In sociology, a lifestyle is the way a person lives. A lifestyle is a characteristic bundle of behaviors that makes sense to both others and oneself in a given time and place, including social relations, consumption, entertainment, and dress. The behaviors and practices within lifestyles are a mixture of habits, conventional ways of doing things, and reasoned actions. A lifestyle typically also reflects an individual's attitudes, values or worldview. Therefore, a lifestyle is a means of forging a sense of self and to create cultural symbols that resonate with personal identity. Not all aspects of a lifestyle are entirely voluntaristic. Surrounding social and technical systems can constrain the lifestyle choices available to the individual and the symbols she/he is able to project to others and the self.
The lines between personal identity and the everyday doings that signal a particular lifestyle become blurred in modern society. For example, "green lifestyle" means holding beliefs and engaging in activities that consume fewer resources and produce less harmful waste (i.e. a smaller carbon footprint), and deriving a sense of self from holding these beliefs and engaging in these activities. Some commentators argue that, in Modernity, the cornerstone of lifestyle construction is consumption behavior, which offers the possibility to create and further individualize the self with different products or services that signal different ways of life.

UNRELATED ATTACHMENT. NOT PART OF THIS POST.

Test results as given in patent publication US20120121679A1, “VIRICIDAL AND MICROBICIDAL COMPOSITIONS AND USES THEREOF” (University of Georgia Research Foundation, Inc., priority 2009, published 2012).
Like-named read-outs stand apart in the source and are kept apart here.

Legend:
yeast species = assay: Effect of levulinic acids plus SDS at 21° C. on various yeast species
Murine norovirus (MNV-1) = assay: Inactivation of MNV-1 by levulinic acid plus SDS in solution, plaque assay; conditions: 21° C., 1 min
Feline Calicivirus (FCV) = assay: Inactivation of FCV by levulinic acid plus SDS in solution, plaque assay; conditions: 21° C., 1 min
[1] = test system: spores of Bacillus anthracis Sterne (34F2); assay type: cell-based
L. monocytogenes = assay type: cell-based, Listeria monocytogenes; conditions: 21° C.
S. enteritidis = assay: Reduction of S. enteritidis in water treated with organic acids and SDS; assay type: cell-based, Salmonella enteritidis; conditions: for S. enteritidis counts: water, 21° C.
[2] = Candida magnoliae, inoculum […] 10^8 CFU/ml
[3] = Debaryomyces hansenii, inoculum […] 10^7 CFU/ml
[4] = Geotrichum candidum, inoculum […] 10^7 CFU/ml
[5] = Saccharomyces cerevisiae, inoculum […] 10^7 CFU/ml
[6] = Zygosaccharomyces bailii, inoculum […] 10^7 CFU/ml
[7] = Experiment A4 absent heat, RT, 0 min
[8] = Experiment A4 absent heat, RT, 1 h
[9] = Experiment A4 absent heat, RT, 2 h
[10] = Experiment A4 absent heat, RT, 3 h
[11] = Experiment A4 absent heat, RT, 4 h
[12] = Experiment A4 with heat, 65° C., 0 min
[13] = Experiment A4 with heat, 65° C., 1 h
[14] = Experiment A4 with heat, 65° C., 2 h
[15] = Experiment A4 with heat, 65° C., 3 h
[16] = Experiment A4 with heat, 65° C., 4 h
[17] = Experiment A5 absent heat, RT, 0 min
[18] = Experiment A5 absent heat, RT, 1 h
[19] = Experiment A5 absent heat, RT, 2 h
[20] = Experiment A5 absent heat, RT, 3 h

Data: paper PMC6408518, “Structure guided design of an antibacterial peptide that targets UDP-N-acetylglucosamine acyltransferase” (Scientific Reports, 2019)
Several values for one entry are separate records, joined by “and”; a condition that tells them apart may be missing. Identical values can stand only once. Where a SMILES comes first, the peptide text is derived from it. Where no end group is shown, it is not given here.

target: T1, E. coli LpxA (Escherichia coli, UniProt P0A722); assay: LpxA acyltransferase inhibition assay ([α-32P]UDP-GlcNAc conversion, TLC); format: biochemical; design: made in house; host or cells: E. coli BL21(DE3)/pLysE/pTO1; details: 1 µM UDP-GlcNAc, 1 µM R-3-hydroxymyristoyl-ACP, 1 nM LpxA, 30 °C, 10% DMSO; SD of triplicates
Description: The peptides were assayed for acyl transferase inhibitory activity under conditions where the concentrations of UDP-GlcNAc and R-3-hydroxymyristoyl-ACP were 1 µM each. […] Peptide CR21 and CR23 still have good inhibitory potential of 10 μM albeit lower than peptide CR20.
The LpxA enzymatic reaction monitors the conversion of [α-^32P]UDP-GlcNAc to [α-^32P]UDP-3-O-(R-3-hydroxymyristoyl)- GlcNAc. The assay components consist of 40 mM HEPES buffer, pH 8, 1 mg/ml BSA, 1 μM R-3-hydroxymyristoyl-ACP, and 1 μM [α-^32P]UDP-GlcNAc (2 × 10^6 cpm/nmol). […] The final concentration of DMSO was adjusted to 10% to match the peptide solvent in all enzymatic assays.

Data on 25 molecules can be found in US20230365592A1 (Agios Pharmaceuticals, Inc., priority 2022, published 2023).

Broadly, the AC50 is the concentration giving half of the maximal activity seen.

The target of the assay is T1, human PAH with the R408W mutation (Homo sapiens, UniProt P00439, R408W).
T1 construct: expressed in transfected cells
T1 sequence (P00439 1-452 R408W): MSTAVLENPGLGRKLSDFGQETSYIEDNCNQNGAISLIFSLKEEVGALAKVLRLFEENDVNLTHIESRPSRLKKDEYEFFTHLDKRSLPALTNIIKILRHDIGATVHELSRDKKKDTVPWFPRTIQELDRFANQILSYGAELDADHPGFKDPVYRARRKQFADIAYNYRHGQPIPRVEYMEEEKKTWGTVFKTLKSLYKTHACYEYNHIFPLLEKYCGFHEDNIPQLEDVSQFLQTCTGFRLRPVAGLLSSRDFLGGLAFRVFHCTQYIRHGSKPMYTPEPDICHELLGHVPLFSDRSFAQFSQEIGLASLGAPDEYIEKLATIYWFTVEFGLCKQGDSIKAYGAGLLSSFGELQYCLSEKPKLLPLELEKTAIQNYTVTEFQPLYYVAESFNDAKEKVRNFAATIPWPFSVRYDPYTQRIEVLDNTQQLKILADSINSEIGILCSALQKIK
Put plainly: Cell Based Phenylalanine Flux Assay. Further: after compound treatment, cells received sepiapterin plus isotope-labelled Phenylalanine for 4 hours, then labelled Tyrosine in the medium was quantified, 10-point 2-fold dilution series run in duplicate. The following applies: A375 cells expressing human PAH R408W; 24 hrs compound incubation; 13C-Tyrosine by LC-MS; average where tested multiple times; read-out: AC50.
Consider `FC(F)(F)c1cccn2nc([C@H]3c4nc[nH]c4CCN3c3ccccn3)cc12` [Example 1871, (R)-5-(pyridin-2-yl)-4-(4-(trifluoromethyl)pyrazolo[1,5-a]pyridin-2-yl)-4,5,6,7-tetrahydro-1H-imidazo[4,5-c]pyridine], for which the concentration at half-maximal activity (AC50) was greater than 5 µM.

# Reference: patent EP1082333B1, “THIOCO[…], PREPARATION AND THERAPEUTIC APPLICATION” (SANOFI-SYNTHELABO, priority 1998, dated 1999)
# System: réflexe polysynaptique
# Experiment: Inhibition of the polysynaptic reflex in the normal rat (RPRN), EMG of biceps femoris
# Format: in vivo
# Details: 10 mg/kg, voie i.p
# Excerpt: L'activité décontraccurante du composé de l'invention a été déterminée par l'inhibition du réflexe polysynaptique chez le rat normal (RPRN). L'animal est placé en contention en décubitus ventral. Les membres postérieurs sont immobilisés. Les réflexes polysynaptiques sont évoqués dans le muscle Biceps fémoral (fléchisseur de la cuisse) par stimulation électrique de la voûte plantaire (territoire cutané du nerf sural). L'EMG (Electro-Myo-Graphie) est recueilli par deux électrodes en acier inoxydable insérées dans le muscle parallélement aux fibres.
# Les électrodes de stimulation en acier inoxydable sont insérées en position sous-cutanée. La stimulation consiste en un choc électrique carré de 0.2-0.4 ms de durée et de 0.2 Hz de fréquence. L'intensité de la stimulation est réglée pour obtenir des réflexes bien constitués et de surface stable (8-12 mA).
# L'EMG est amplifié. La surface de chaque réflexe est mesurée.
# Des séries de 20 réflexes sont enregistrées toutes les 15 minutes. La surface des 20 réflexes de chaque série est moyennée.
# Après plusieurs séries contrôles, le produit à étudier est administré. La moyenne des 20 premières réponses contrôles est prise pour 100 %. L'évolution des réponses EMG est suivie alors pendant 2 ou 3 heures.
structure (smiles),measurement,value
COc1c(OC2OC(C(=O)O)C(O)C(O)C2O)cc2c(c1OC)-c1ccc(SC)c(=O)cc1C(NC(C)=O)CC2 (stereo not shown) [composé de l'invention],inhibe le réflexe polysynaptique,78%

The term lifestyle in politics can often be used in conveying the idea that society be accepting of a variety of different ways of life—from the perspective that differences among ways of living are superficial, rather than existential. Lifestyle is also sometimes used pejoratively, to mark out some ways of living as elective or voluntary as opposed to others that are considered mainstream, unremarkable, or normative.
In business, "lifestyles" provide a means by which advertisers and marketers endeavor to target and match consumer aspirations with products, or to create aspirations relevant to new products. Therefore marketers take the patterns of belief and action characteristic of lifestyles and direct them toward expenditure and consumption. These patterns reflect the demographic factors (the habits, attitudes, tastes, moral standards, economic levels and so on) that define a group. As a construct that directs people to interact with their worlds as consumers, lifestyles are subject to change by the demands of marketing and technological innovation.